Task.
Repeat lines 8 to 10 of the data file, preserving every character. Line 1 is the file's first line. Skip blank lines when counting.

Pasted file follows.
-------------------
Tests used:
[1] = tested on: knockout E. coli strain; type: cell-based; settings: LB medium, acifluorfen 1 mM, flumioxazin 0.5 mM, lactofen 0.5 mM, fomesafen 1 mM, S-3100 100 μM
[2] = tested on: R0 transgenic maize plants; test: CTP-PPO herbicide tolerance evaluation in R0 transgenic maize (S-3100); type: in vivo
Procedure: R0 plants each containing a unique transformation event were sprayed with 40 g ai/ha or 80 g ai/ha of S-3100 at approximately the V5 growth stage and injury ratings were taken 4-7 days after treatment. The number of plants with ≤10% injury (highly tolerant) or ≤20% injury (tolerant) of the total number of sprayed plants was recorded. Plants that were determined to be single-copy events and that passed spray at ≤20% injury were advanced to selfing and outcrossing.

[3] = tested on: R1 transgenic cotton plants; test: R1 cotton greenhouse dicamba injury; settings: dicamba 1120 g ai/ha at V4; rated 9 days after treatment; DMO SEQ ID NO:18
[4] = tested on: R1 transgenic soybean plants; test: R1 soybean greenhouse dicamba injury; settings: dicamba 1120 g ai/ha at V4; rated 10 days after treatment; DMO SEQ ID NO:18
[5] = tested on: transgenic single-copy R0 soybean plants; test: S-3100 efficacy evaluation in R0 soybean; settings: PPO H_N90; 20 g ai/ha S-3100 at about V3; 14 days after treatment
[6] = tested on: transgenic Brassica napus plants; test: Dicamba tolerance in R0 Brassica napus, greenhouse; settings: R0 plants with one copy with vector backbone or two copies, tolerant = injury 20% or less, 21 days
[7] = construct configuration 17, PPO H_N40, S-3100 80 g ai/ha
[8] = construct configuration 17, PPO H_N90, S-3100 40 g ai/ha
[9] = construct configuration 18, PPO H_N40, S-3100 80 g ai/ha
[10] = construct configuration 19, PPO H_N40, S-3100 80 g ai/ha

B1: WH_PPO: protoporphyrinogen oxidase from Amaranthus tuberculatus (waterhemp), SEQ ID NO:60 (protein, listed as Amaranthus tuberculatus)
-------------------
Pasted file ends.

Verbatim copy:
[6] = tested on: transgenic Brassica napus plants; test: Dicamba tolerance in R0 Brassica napus, greenhouse; settings: R0 plants with one copy with vector backbone or two copies, tolerant = injury 20% or less, 21 days
[7] = construct configuration 17, PPO H_N40, S-3100 80 g ai/ha
[8] = construct configuration 17, PPO H_N90, S-3100 40 g ai/ha